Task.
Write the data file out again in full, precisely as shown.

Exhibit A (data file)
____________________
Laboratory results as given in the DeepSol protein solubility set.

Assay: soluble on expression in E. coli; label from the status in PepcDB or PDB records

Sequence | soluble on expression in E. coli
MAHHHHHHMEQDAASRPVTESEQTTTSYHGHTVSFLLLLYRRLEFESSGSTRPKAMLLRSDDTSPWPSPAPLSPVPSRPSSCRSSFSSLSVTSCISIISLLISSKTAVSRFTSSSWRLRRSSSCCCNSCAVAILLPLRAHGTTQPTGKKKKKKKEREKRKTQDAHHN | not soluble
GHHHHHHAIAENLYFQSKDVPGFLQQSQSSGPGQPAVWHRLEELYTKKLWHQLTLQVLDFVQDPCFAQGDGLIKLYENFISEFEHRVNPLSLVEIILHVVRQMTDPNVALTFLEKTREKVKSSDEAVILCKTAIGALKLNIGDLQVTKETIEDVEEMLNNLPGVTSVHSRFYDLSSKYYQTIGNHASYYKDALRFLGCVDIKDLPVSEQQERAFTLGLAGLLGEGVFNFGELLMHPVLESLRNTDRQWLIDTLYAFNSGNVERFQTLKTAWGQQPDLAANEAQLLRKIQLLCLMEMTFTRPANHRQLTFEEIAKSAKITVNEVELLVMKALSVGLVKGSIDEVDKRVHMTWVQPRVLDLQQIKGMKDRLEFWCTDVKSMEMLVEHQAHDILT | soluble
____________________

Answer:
Laboratory results as given in the DeepSol protein solubility set.

Assay: soluble on expression in E. coli; label from the status in PepcDB or PDB records

Sequence | soluble on expression in E. coli
MAHHHHHHMEQDAASRPVTESEQTTTSYHGHTVSFLLLLYRRLEFESSGSTRPKAMLLRSDDTSPWPSPAPLSPVPSRPSSCRSSFSSLSVTSCISIISLLISSKTAVSRFTSSSWRLRRSSSCCCNSCAVAILLPLRAHGTTQPTGKKKKKKKEREKRKTQDAHHN | not soluble
GHHHHHHAIAENLYFQSKDVPGFLQQSQSSGPGQPAVWHRLEELYTKKLWHQLTLQVLDFVQDPCFAQGDGLIKLYENFISEFEHRVNPLSLVEIILHVVRQMTDPNVALTFLEKTREKVKSSDEAVILCKTAIGALKLNIGDLQVTKETIEDVEEMLNNLPGVTSVHSRFYDLSSKYYQTIGNHASYYKDALRFLGCVDIKDLPVSEQQERAFTLGLAGLLGEGVFNFGELLMHPVLESLRNTDRQWLIDTLYAFNSGNVERFQTLKTAWGQQPDLAANEAQLLRKIQLLCLMEMTFTRPANHRQLTFEEIAKSAKITVNEVELLVMKALSVGLVKGSIDEVDKRVHMTWVQPRVLDLQQIKGMKDRLEFWCTDVKSMEMLVEHQAHDILT | soluble